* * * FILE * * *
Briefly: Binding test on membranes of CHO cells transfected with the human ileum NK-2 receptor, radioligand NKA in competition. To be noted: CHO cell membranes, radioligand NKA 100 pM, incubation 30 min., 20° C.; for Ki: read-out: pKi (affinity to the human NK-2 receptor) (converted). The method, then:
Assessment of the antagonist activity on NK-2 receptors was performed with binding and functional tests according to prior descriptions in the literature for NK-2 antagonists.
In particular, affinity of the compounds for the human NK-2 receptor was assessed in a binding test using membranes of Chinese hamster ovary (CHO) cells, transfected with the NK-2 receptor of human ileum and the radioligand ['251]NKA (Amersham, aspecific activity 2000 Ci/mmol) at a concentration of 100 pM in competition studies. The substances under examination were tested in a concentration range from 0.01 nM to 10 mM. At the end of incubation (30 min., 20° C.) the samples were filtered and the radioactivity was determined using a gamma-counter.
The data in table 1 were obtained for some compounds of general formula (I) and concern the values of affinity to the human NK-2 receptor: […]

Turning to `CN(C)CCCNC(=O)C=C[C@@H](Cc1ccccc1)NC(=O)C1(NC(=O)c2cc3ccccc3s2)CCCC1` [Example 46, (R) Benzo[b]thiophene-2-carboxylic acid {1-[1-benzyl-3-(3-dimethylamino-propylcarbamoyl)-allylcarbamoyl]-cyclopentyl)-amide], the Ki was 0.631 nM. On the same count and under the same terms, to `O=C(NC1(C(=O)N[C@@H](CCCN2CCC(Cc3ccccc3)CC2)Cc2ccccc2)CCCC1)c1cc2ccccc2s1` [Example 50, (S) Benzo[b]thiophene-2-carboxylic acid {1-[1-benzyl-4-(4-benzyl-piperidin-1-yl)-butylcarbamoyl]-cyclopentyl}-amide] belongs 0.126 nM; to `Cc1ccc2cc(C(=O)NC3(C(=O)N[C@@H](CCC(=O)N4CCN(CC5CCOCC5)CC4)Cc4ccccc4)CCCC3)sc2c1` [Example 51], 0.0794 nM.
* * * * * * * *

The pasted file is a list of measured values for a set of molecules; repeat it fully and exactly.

Briefly: Binding test on membranes of CHO cells transfected with the human ileum NK-2 receptor, radioligand NKA in competition. To be noted: CHO cell membranes, radioligand NKA 100 pM, incubation 30 min., 20° C.; for Ki: read-out: pKi (affinity to the human NK-2 receptor) (converted). The method, then:
Assessment of the antagonist activity on NK-2 receptors was performed with binding and functional tests according to prior descriptions in the literature for NK-2 antagonists.
In particular, affinity of the compounds for the human NK-2 receptor was assessed in a binding test using membranes of Chinese hamster ovary (CHO) cells, transfected with the NK-2 receptor of human ileum and the radioligand ['251]NKA (Amersham, aspecific activity 2000 Ci/mmol) at a concentration of 100 pM in competition studies. The substances under examination were tested in a concentration range from 0.01 nM to 10 mM. At the end of incubation (30 min., 20° C.) the samples were filtered and the radioactivity was determined using a gamma-counter.
The data in table 1 were obtained for some compounds of general formula (I) and concern the values of affinity to the human NK-2 receptor: […]

Turning to `CN(C)CCCNC(=O)C=C[C@@H](Cc1ccccc1)NC(=O)C1(NC(=O)c2cc3ccccc3s2)CCCC1` [Example 46, (R) Benzo[b]thiophene-2-carboxylic acid {1-[1-benzyl-3-(3-dimethylamino-propylcarbamoyl)-allylcarbamoyl]-cyclopentyl)-amide], the Ki was 0.631 nM. On the same count and under the same terms, to `O=C(NC1(C(=O)N[C@@H](CCCN2CCC(Cc3ccccc3)CC2)Cc2ccccc2)CCCC1)c1cc2ccccc2s1` [Example 50, (S) Benzo[b]thiophene-2-carboxylic acid {1-[1-benzyl-4-(4-benzyl-piperidin-1-yl)-butylcarbamoyl]-cyclopentyl}-amide] belongs 0.126 nM; to `Cc1ccc2cc(C(=O)NC3(C(=O)N[C@@H](CCC(=O)N4CCN(CC5CCOCC5)CC4)Cc4ccccc4)CCCC3)sc2c1` [Example 51], 0.0794 nM.